Out With The Old, In With The New
We live in an age of rapidly developing technology. A computer, which once was large enough to occupy a whole room and cost millions of dollars per single unit, is now small enough to fit in a pocket and available for less than a thousand dollars.
While the days of the first computer may seem like the distant past for many of us, there are signs of this type of progress all around us today: buckets full of early 2000's vintage cell phone chargers, CRT (Cathode Ray Tube) computer monitors on street corners and at garage sales, laptops and routers at the local thrift store. Once cutting-edge technology becomes obsolete as the newest, fastest gadget replaces the old clunky device. Electronics waste, or e-waste, is a result of the world's obsession with the latest tech and it is one of the fastest growing contributors to landfills globally, with millions of tons being added annually.
But what happens to this e-waste stuff once the average consumer become accustomed to faster computers, smartphones, and flatscreen LCD monitors? For most consumers, the old replaced electronics device goes into the recycle bin or dropped off as a tax-deductible donation for charity organizations, never to be seen again. Out of sight, out of mind. At least for the consumer...
One Man's Trash...
What many people fail to realize is that these technological artifact still retain some value. Not in the original sense as a product meant for an end-user, no... the true value is in how the product was made.
Traditional metals such as steel, aluminum, and copper were/are used in the manufacture of most electronics products, and trace amounts of precious metals like gold, silver, palladium, and tantalum are present on circuit board and interface connections. These metals are worth money and recycling them can be quite lucrative: copper is valued around $3.00 per pound, and gold is as valuable as it has always been (~$500-1600/lb.).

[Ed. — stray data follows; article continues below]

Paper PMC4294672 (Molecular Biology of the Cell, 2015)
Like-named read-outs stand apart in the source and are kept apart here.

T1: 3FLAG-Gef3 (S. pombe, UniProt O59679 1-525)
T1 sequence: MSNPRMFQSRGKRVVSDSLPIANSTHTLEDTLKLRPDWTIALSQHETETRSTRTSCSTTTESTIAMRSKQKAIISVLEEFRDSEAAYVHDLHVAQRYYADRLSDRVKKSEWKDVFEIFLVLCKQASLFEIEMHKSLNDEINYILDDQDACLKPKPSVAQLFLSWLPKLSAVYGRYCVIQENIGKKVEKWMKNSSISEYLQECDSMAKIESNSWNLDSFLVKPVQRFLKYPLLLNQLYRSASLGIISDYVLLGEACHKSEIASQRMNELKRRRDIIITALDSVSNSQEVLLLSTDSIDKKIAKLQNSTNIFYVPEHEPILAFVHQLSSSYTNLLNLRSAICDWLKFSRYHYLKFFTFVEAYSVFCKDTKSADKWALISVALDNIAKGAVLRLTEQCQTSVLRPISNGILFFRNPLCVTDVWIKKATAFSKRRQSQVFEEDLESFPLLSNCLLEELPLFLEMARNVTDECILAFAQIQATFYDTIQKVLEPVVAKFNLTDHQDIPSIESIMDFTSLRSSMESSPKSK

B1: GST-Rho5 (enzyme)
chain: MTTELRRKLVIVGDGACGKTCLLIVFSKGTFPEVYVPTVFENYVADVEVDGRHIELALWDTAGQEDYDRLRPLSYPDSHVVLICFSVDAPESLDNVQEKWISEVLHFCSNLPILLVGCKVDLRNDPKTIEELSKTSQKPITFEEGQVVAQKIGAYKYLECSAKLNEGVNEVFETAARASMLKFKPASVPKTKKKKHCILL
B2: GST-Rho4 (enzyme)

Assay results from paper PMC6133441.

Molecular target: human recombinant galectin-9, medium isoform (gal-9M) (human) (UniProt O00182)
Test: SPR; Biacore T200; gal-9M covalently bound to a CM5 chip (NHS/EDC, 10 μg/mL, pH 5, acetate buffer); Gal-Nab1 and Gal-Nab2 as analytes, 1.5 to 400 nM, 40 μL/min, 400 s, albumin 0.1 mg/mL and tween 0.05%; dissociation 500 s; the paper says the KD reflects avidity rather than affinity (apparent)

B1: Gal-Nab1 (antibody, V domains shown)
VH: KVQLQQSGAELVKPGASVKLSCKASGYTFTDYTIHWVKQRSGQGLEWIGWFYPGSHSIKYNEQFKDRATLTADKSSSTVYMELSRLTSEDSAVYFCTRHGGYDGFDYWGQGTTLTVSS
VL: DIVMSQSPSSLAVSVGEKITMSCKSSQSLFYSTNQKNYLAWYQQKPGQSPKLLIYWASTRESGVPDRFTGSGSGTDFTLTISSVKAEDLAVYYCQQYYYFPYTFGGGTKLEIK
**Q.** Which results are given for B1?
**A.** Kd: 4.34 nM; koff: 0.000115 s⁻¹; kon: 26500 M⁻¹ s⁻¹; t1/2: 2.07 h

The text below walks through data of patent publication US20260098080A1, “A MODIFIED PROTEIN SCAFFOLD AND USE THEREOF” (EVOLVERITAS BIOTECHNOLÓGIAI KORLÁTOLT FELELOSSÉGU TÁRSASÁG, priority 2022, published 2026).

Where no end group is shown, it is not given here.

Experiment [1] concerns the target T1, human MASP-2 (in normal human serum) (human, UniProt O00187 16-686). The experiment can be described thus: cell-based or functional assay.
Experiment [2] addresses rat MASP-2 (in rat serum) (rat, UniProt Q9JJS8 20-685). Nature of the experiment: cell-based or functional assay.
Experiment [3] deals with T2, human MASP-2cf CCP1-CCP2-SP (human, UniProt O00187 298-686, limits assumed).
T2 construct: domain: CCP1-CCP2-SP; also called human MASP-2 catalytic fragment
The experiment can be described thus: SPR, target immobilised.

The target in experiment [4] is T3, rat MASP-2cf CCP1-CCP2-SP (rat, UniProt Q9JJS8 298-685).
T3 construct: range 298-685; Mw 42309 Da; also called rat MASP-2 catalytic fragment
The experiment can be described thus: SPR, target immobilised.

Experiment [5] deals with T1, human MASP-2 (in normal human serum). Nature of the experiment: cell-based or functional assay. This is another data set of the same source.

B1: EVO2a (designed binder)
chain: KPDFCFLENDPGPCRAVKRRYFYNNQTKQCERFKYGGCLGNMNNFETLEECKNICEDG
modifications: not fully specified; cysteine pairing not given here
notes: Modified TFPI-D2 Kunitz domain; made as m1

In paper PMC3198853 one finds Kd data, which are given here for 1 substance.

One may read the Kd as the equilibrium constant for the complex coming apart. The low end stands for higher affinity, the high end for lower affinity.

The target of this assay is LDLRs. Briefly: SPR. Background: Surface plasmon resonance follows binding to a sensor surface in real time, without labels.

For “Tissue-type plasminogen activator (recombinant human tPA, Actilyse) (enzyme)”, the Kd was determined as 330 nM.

Sorting soda cans from empty bottles is a good comparison. Once the initial value of these products is gone (no more liquid and no use for the remaining container), the recyclable is then categorized, separated, and redeemed for cash at a processing center (like the local supermarket).
In the world of e-waste, the electronics device is disassembled, the parts are sorted by composition, and the lots of categorized materials are then sent to a scrap yard for cash. Metal and plastic can both be recycled for a profit, and special materials such as motherboards are highly valued (~$3.50/lb.).
Now, if you think that you're going to get top dollar for your decade-old Dell desktop tower, think again. There is a significant amount of work involved in disassembly and sorting of your e-waste. Not only will you have to do a bit of manual labor, but you will need to have a lot of it for this type of recycling to pay off. However, for the entrepreneurs and the self-employed among us, this is a great opportunity to make a buck in this struggling economy.
Your Own Business
Any successful business starts with a solid business plan. The e-waste recycling business is no different. However, the business model is simple and scalable; anyone with enough time and energy to make a sizeable side income, quit their day job and work full-time, or start their own company. It really comes down to effort and planning.
No matter how large or small your operation will be, the basic business plan is the same:
- Accumulate a large amount of unwanted and abandoned electronics
- Disassemble, sort, and store the materials
- Bring the materials down to a scrap yard for recycling and payment
Simple, right? That's because it is. The only difficulty comes from how you satisfy the three points of the business. Let's look at each in some detail.
Accumulate a large amount of old and abandoned electronics
The only way that scrapping e-waste will be worth the time involved is if you have a continuous stream of material to recycle. It is not a good idea to rely on driving around the wealthy neighborhoods the day before trash pickup and scouting for old computers; you'll end up spending more on gas and time looking for the stuff than you will ever end up profiting from it.